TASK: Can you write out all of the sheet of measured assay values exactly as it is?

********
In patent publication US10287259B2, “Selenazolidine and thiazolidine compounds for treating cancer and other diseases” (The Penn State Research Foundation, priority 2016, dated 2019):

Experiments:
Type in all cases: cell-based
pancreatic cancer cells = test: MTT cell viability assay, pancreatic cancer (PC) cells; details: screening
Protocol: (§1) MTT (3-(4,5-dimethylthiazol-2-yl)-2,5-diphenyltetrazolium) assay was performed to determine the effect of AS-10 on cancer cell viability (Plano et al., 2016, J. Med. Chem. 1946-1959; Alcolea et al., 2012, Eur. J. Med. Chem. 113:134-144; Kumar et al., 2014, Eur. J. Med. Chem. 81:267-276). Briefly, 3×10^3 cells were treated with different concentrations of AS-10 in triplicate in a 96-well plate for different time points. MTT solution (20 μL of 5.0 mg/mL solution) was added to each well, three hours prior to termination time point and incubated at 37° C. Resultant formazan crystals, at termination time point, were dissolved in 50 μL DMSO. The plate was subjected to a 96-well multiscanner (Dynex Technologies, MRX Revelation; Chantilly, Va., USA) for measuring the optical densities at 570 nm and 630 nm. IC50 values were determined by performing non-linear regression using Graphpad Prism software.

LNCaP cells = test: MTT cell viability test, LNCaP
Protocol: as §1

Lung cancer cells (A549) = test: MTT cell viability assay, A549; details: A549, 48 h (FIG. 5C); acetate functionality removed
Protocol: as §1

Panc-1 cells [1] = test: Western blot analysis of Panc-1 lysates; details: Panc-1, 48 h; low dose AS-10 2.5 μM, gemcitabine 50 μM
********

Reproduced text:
In patent publication US10287259B2, “Selenazolidine and thiazolidine compounds for treating cancer and other diseases” (The Penn State Research Foundation, priority 2016, dated 2019):

Experiments:
Type in all cases: cell-based
pancreatic cancer cells = test: MTT cell viability assay, pancreatic cancer (PC) cells; details: screening
Protocol: (§1) MTT (3-(4,5-dimethylthiazol-2-yl)-2,5-diphenyltetrazolium) assay was performed to determine the effect of AS-10 on cancer cell viability (Plano et al., 2016, J. Med. Chem. 1946-1959; Alcolea et al., 2012, Eur. J. Med. Chem. 113:134-144; Kumar et al., 2014, Eur. J. Med. Chem. 81:267-276). Briefly, 3×10^3 cells were treated with different concentrations of AS-10 in triplicate in a 96-well plate for different time points. MTT solution (20 μL of 5.0 mg/mL solution) was added to each well, three hours prior to termination time point and incubated at 37° C. Resultant formazan crystals, at termination time point, were dissolved in 50 μL DMSO. The plate was subjected to a 96-well multiscanner (Dynex Technologies, MRX Revelation; Chantilly, Va., USA) for measuring the optical densities at 570 nm and 630 nm. IC50 values were determined by performing non-linear regression using Graphpad Prism software.

LNCaP cells = test: MTT cell viability test, LNCaP
Protocol: as §1

Lung cancer cells (A549) = test: MTT cell viability assay, A549; details: A549, 48 h (FIG. 5C); acetate functionality removed
Protocol: as §1

Panc-1 cells [1] = test: Western blot analysis of Panc-1 lysates; details: Panc-1, 48 h; low dose AS-10 2.5 μM, gemcitabine 50 μM